Monday, August 24, 2009

Equal to the Earth: Jee Leong Koh: Androgyne.

It is true, Hermeticists see Hermeticism everywhere. There is an inbuilt bias to over-read. If Blake saw the Universe in a grain of sand, the Hermeticist finds Hermes in every light particle. Even so, as in the poetry of Thom Gunn, Hermetical ideas exist throughout Equal to the Earth, as a meaningful under-current.

I have read quite a few interpretations and responses to “Brother”, one of Jee Leong Koh’s finest lyrical poems in Equal to the Earth. The latest interpretation (from a radio interview) places the poem in the context of Darwinism. All life originated in the sea and the sea provides the origins of this poem. Interesting, but I don’t think so. Darwin’s evolutionary theory does not walk with Plato! Pope heralded the glories of Newton. Jee Leong Koh doesn’t view Darwin with the same enthusiasm.

“Brother” begins in the womb. Two brothers are given life. The “ultrasound”, says the speaker, “found us as one.” The act of creation is “monozygotic”, one divides into two. As in the Platonic androgyne myth, birth brings a split and wholeness is lost, separation is formed. The result is a kind of crisis (a psychic link actually felt by identical twins) in which early life re-lives the moment of cutting. Childish games, like hide-and-seek, mime the psychic reality and appear as anxiety: childhood is a continual search for the lost self, the lost beloved. Memories of a “cracked canoe” remember the fracture of birth, the “beak” that knotted the cord of life after hatching. From the inner loss rises an outer desire for the Other, the beloved made in the image of the lover. This is the basis of Eros, gay sexuality, “wet dreams of touching another man”.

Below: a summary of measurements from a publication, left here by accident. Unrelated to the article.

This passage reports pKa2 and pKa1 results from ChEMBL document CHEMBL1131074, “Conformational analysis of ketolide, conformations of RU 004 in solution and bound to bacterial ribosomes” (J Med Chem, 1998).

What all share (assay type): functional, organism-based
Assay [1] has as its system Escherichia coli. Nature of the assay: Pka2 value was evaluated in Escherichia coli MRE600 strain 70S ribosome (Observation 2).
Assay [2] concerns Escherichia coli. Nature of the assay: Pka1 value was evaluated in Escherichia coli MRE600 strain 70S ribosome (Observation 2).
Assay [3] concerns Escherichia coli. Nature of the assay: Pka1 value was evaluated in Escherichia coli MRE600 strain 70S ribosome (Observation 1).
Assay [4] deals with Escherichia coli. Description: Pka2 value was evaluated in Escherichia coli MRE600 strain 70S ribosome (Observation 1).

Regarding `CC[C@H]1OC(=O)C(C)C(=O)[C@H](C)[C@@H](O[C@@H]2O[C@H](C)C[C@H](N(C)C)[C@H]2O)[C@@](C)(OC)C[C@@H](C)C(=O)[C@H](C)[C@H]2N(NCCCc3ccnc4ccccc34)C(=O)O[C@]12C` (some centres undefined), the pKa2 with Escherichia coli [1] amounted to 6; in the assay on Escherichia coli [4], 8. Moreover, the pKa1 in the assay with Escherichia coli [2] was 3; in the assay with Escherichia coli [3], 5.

At the close of the poem, there is a startling shift: first nature, “a turtle washed ashore; then art, “a lacquered carapace”. Through life and art, the poet seeks “absences” that recall total presence, sexual integration, two bodies as one.

Alchemically, following Jung, out of the feminine Anima, the matrix, the mothering sea, the masculine Animus is born. The Animus yearns for its opposite, not the heterosexual Anima, but another Animus, like itself, that is intimately connected to the Anima. “Brother”, by recasting the androgyne myth, expresses a desire for a brother…and brotherhood.

“Brother” is an exquisite re-working of alchemical myth, not in stereotyped alchemical images, but in fresh images from the subconscious waters of poetry.

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